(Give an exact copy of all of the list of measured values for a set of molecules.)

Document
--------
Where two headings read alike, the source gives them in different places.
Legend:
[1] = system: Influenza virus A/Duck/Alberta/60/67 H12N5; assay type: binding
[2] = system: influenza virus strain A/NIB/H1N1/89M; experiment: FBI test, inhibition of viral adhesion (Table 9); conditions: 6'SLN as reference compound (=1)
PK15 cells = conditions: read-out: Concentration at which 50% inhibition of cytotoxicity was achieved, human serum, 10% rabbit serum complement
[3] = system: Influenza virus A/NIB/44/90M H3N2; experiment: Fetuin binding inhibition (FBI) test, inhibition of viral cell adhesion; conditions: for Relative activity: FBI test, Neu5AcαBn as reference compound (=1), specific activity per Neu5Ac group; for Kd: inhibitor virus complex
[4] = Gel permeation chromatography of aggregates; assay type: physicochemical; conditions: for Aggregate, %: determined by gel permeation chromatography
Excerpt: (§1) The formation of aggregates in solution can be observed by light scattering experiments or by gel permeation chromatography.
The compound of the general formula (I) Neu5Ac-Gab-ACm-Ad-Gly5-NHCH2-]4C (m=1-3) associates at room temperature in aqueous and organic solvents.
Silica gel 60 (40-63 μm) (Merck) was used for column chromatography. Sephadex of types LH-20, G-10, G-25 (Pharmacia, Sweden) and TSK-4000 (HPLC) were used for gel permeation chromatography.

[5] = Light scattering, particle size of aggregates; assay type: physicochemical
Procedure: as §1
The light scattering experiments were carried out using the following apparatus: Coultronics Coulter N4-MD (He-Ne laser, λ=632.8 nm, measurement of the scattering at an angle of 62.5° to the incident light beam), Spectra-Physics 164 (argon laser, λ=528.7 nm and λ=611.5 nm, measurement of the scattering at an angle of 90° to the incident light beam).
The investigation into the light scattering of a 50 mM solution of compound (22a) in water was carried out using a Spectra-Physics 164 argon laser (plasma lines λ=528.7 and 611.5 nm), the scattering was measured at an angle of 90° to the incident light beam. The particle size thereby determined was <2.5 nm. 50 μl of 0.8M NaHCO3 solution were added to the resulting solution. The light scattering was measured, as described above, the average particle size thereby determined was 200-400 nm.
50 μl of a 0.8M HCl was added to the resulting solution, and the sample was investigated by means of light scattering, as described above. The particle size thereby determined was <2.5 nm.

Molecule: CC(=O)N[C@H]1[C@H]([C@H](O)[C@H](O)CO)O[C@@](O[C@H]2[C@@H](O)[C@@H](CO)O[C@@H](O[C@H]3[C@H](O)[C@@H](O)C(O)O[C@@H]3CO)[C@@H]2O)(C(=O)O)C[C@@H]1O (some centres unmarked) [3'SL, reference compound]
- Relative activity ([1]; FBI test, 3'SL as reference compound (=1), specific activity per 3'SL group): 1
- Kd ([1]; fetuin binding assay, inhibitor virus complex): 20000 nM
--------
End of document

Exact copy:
Where two headings read alike, the source gives them in different places.
Legend:
[1] = system: Influenza virus A/Duck/Alberta/60/67 H12N5; assay type: binding
[2] = system: influenza virus strain A/NIB/H1N1/89M; experiment: FBI test, inhibition of viral adhesion (Table 9); conditions: 6'SLN as reference compound (=1)
PK15 cells = conditions: read-out: Concentration at which 50% inhibition of cytotoxicity was achieved, human serum, 10% rabbit serum complement
[3] = system: Influenza virus A/NIB/44/90M H3N2; experiment: Fetuin binding inhibition (FBI) test, inhibition of viral cell adhesion; conditions: for Relative activity: FBI test, Neu5AcαBn as reference compound (=1), specific activity per Neu5Ac group; for Kd: inhibitor virus complex
[4] = Gel permeation chromatography of aggregates; assay type: physicochemical; conditions: for Aggregate, %: determined by gel permeation chromatography
Excerpt: (§1) The formation of aggregates in solution can be observed by light scattering experiments or by gel permeation chromatography.
The compound of the general formula (I) Neu5Ac-Gab-ACm-Ad-Gly5-NHCH2-]4C (m=1-3) associates at room temperature in aqueous and organic solvents.
Silica gel 60 (40-63 μm) (Merck) was used for column chromatography. Sephadex of types LH-20, G-10, G-25 (Pharmacia, Sweden) and TSK-4000 (HPLC) were used for gel permeation chromatography.

[5] = Light scattering, particle size of aggregates; assay type: physicochemical
Procedure: as §1
The light scattering experiments were carried out using the following apparatus: Coultronics Coulter N4-MD (He-Ne laser, λ=632.8 nm, measurement of the scattering at an angle of 62.5° to the incident light beam), Spectra-Physics 164 (argon laser, λ=528.7 nm and λ=611.5 nm, measurement of the scattering at an angle of 90° to the incident light beam).
The investigation into the light scattering of a 50 mM solution of compound (22a) in water was carried out using a Spectra-Physics 164 argon laser (plasma lines λ=528.7 and 611.5 nm), the scattering was measured at an angle of 90° to the incident light beam. The particle size thereby determined was <2.5 nm. 50 μl of 0.8M NaHCO3 solution were added to the resulting solution. The light scattering was measured, as described above, the average particle size thereby determined was 200-400 nm.
50 μl of a 0.8M HCl was added to the resulting solution, and the sample was investigated by means of light scattering, as described above. The particle size thereby determined was <2.5 nm.

Molecule: CC(=O)N[C@H]1[C@H]([C@H](O)[C@H](O)CO)O[C@@](O[C@H]2[C@@H](O)[C@@H](CO)O[C@@H](O[C@H]3[C@H](O)[C@@H](O)C(O)O[C@@H]3CO)[C@@H]2O)(C(=O)O)C[C@@H]1O (some centres unmarked) [3'SL, reference compound]
- Relative activity ([1]; FBI test, 3'SL as reference compound (=1), specific activity per 3'SL group): 1
- Kd ([1]; fetuin binding assay, inhibitor virus complex): 20000 nM